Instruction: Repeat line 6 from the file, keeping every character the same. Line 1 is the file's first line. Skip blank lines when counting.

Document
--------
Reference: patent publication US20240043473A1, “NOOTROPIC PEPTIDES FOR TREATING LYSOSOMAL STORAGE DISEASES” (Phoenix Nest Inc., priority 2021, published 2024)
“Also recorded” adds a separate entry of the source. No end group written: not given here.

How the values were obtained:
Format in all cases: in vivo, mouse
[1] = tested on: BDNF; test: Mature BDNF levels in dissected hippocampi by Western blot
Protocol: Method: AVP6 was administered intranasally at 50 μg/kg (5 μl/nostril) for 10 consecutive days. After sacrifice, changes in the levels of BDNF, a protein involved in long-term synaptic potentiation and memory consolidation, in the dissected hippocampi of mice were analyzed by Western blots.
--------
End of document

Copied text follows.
Protocol: Method: AVP6 was administered intranasally at 50 μg/kg (5 μl/nostril) for 10 consecutive days. After sacrifice, changes in the levels of BDNF, a protein involved in long-term synaptic potentiation and memory consolidation, in the dissected hippocampi of mice were analyzed by Western blots.